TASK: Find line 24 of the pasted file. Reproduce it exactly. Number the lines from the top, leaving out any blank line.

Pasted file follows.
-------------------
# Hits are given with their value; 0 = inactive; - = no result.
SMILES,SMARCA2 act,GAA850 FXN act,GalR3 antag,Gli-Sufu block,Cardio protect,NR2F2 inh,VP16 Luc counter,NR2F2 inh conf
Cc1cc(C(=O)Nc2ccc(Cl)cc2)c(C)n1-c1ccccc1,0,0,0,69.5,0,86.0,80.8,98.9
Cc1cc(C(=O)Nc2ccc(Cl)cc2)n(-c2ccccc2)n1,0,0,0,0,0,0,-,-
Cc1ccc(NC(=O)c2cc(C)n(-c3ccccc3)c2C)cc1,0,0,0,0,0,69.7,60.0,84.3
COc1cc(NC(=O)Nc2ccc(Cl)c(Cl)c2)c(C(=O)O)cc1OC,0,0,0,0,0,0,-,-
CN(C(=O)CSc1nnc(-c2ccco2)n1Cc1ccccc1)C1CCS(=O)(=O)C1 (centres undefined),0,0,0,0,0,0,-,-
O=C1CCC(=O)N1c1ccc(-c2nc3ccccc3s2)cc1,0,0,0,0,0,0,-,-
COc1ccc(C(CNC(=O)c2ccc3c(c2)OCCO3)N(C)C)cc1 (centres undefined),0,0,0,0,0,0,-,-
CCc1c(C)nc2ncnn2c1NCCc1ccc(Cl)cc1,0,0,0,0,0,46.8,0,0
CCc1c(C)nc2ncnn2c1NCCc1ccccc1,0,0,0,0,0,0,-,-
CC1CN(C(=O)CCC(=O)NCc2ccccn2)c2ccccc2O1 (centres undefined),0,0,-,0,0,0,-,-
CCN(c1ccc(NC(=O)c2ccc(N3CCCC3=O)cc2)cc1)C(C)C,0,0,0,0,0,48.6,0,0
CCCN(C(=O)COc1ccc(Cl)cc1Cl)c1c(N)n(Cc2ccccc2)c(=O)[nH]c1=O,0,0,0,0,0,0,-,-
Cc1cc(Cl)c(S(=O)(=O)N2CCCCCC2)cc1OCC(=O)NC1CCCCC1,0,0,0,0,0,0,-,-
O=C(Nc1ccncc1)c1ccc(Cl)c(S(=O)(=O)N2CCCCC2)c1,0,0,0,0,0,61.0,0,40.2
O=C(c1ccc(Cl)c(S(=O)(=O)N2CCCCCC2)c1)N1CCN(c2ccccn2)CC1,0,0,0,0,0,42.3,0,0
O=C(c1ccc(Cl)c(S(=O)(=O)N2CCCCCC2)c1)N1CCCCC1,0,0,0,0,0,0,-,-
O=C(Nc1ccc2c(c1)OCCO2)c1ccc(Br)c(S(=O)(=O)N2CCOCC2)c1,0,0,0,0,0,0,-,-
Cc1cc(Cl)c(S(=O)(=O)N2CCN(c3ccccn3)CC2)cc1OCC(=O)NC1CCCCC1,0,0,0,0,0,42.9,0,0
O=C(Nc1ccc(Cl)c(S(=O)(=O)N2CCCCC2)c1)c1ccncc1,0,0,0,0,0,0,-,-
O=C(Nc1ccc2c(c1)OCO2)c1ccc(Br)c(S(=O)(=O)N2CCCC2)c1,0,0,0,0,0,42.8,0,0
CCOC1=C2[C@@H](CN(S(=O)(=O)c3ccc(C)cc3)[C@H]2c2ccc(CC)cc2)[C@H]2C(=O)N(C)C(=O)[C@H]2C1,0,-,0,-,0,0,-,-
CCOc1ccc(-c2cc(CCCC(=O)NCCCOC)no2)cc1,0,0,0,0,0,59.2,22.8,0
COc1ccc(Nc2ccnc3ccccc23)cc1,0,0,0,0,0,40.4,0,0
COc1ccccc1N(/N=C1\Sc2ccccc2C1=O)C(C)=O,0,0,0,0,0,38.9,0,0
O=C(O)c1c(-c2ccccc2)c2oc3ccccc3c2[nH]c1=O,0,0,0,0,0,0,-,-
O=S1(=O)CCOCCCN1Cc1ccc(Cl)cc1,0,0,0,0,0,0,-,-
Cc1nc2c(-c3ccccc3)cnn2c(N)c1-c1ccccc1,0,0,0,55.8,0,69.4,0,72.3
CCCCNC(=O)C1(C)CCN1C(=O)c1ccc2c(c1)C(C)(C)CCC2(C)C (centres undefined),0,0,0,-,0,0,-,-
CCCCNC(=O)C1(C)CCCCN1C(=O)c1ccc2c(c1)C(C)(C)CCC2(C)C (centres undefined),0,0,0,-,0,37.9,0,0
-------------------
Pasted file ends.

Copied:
CCOc1ccc(-c2cc(CCCC(=O)NCCCOC)no2)cc1,0,0,0,0,0,59.2,22.8,0